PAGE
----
Instant GratificationTake a chocolate bar (doesn't have to be a chocolate bar, can be any snack/treat/whatever you want- raisins, grapes, beer-nuts, whatever. I'm using choc bars in this example, and it's transferable to groups of other items) and break the bar up into it's individual pieces. A Hershey's breaks up to 12 pieces. Set a words written goal for each piece, and when you reach that goal, eat one piece. 200 words/piece x 12 pieces = 2400 words written, 1 chocolate bar enjoyed, and almost a day and a half worth of NaNo words done! If you can maintain the discipline, it's amazing how fast your word count will jump up.
Go To WarDon't be scared to go to war with someone. Word war, that is. Word wars are a set time period of concentrated writing, and another great way to increase your production. Word wars might last for 5 or 10 mins, or an hour. These are a staple of write-ins. If you can't get to a write-in, look at the forums. Someone is always looking for a friendly fight. Check out twitter too. There are lots of word war hast tags floating around. #1k1h is a popular one year round.
Note Pads - Your New AMEX CardIn other words - "Don't leave home without it". Plot bunnies can strike at ANY TIME. A sticky note doesn't seem like much, but, according to Twitter's own @RebeccaEnzor you can plot out whole scenes on them.
Another benefit of word wars is they let your gauge your writing speed. This is a handy piece of information to have when you're trying to schedule writing time. Myself, I'm an 800-1000 word/hr typist, so I know I need to block out about 2 hours to get my 1667 in for a day.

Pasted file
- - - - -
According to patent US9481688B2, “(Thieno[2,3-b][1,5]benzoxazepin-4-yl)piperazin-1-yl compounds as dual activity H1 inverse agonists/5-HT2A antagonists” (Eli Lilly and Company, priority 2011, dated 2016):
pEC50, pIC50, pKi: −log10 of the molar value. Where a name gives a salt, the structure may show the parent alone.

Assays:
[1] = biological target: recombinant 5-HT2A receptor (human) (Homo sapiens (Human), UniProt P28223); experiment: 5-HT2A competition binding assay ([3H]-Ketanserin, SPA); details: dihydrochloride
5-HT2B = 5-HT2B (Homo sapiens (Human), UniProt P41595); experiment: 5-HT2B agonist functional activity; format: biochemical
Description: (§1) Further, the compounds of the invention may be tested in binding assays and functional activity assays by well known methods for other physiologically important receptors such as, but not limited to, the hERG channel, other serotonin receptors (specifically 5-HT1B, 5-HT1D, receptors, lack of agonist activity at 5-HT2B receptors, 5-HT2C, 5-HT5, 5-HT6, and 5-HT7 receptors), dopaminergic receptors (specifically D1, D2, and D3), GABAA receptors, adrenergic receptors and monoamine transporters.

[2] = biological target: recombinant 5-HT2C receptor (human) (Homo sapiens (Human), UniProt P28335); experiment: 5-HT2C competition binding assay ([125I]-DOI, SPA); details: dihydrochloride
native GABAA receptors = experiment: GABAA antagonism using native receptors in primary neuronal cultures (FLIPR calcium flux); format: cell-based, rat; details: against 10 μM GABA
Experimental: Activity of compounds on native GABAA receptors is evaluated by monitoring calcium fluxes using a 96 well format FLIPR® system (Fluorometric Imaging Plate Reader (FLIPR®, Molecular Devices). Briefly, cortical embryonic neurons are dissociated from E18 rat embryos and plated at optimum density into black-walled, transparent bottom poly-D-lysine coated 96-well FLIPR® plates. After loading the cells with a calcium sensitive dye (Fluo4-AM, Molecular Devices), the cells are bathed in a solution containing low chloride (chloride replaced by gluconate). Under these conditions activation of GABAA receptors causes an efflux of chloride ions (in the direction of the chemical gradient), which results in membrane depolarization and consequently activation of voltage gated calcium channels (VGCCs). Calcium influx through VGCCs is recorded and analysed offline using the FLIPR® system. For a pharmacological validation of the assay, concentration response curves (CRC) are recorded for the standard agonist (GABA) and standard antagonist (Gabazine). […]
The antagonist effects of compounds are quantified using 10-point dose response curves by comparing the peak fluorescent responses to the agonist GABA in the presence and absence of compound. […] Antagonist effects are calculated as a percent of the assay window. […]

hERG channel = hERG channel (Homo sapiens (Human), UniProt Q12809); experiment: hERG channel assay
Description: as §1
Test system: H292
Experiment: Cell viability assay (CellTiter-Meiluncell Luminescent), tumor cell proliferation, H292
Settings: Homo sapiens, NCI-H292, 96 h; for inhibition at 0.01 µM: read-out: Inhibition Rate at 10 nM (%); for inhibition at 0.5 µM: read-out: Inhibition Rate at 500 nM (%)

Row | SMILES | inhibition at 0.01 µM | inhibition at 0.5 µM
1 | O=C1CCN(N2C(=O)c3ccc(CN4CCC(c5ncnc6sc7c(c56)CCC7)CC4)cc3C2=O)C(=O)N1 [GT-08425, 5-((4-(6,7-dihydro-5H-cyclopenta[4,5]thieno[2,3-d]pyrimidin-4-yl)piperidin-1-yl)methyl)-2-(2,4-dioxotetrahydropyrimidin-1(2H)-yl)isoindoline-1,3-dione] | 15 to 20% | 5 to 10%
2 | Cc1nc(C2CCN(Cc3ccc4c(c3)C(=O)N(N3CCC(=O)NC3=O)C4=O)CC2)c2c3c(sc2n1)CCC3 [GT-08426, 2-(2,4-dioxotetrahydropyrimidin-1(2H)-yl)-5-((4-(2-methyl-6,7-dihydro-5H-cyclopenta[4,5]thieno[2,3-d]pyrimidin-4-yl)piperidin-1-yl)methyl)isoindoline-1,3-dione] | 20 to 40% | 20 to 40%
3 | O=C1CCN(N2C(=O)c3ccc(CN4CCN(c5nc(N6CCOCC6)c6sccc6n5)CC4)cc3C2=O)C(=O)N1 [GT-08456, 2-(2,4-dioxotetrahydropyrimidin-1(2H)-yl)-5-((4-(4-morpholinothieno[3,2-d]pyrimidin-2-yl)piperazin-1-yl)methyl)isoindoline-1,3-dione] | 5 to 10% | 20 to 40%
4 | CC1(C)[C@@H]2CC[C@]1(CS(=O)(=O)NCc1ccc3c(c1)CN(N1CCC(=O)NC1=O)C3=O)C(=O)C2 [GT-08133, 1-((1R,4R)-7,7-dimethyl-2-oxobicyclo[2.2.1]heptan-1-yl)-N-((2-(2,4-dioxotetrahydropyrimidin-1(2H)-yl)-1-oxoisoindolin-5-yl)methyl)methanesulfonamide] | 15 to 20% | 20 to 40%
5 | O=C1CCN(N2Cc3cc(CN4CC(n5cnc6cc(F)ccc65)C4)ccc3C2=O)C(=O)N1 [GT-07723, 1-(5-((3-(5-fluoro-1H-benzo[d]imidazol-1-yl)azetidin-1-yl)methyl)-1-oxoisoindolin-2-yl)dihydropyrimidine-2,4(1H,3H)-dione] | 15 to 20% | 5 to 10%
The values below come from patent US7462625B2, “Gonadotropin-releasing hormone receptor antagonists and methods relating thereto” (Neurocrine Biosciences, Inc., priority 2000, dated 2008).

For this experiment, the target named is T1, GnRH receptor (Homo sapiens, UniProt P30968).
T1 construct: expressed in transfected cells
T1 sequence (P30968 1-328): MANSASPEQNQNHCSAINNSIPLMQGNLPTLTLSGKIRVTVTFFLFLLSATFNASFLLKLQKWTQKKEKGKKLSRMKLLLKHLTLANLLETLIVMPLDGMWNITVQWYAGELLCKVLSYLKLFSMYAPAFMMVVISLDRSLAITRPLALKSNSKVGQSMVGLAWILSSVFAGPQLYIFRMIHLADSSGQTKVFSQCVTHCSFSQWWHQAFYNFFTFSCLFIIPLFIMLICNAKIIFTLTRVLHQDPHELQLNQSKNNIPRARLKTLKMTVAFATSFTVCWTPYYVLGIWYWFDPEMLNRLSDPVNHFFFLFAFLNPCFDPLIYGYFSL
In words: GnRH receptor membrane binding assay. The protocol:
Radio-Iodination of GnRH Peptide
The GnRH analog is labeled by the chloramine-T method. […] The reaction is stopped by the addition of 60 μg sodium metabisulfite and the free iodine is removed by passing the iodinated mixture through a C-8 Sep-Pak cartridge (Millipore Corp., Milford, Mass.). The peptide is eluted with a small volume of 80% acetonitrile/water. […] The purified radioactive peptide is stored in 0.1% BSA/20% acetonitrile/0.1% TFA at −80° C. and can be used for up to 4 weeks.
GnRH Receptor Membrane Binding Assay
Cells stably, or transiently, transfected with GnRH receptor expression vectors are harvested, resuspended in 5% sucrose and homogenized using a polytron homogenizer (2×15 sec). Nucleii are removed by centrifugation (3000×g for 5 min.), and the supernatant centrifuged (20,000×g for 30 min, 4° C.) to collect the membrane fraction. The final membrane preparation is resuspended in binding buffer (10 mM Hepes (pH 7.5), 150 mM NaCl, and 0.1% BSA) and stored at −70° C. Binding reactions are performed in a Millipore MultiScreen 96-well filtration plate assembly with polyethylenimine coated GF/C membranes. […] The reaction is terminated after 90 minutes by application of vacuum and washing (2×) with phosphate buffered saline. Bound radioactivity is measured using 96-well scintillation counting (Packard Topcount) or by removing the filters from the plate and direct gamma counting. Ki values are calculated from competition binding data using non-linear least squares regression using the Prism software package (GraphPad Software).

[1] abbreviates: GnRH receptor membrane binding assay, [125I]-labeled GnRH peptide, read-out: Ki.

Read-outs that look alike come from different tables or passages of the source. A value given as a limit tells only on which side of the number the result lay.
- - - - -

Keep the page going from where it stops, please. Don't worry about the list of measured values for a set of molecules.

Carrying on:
And if you can't sit and write your entire daily word count in one sitting? Don't. Break it up into blocks of time and/or words. @LianaBrooks suggests 800 word sprints. Two of these (and a few sentences more) and you have your 1667 for the day. A third sprint gets you ahead. (remember, hoard words like Smaug does gold!) Liana also suggested plotting out a scene or two, then go write them! Rinse and repeat as needed.
Rock OutMusic helps lots of writers to block out the noisy distractions of daily life. Some use it as mood music for a particular scene/chapter on which they happen to be working. Some writers swear by music, others disdain it as a distraction in and of itself. Experiment. Maybe something will work for you and help you slip into the writing zone. Just don't get caught writing your biker bar fight scene while singing out loud in public along with "Call Me Maybe". #Embarrassing
Quick CharactersThe plot bunny ninjas have struck and left you a bleeding mess with a new character to shoehorn into your novel. "But wait!" you cry. "I don't have time to create a new character!" Don't despair. @jroseallister offers up this tip: Do an online birth natal chart and poof! detailed personality traits.
Myself, when writing in a genre with a strong RPG community, I like to use character generation techniques from an appropriate set of game books, and just strip out any game-specific items. If I'm writing up a sci-fi space pilot, I might use Star Wars RPG books to generate a character, and leave out anything to do with The Force, or Alderaan or X-wing fighters, substituting in anything appropriate and specific to my novel's setting.
Miscellaneous Tips(These may complement/contradict other pieces of advice)
-- Turning off WiFi. (@zombieirishgirl)
-- Lots of tea/coffee/caffeine. (@zombieirishgirl)
-- Writing alone. (@zombieirishgirl)
-- Team up with a writing buddy and cheer/challenge each other onward. (@kitcampbell)
-- Buy a chocolate advent calender and for every day you make goal, you get to have a chocolate. (@clraven)
-- Sit there and gut it out. Don't get up until you finish word count. (@jroseallister)
If you're doing NaNo this year, leave your WriMo id in the comments and add me as a buddy (wrytersblock) and we can push/pull/poke/prod/drag/cajole each other along!